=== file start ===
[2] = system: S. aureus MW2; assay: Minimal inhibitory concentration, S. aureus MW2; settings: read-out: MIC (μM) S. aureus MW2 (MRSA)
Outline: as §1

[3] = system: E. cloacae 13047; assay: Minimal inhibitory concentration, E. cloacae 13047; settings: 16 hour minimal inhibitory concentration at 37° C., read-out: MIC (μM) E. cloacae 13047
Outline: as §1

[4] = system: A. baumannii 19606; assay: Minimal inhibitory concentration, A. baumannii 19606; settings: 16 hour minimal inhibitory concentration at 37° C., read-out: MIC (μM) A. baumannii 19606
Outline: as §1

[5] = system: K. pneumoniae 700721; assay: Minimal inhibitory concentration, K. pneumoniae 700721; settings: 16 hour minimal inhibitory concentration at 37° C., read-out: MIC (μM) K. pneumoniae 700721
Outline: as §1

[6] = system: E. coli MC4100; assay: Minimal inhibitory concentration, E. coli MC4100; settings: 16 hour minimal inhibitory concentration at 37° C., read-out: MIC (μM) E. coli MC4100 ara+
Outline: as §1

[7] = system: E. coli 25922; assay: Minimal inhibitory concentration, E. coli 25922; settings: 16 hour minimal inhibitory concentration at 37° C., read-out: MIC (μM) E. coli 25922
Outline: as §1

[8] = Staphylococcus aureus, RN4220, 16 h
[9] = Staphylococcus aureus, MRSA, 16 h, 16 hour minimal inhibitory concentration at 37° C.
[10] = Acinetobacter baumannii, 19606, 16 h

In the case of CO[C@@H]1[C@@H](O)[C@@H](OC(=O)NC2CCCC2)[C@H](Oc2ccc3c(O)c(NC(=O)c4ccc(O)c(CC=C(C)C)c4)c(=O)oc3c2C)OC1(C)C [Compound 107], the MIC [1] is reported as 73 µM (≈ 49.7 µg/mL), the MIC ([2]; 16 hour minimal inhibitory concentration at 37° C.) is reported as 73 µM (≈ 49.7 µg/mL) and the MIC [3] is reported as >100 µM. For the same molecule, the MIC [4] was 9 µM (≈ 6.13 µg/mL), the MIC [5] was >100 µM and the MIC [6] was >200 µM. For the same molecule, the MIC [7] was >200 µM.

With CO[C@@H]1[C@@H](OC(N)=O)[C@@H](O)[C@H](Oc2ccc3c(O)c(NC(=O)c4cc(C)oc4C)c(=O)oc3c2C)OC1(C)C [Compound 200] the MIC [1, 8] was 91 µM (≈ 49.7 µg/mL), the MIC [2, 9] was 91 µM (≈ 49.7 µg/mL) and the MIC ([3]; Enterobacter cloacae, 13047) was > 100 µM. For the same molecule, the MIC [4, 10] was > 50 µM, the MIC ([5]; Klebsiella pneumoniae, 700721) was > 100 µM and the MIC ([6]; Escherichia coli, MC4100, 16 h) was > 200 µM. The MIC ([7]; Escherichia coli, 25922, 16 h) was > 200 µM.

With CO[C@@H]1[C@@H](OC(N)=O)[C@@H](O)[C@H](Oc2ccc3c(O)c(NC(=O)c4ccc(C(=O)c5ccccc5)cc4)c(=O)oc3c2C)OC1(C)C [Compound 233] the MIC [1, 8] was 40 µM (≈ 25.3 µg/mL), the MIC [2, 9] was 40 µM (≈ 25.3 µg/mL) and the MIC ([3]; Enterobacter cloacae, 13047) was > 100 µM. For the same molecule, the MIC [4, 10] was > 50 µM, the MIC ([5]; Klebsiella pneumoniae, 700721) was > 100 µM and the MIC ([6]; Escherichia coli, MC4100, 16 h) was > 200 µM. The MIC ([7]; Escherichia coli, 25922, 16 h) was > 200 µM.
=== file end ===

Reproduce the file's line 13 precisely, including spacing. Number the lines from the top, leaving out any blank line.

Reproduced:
[8] = Staphylococcus aureus, RN4220, 16 h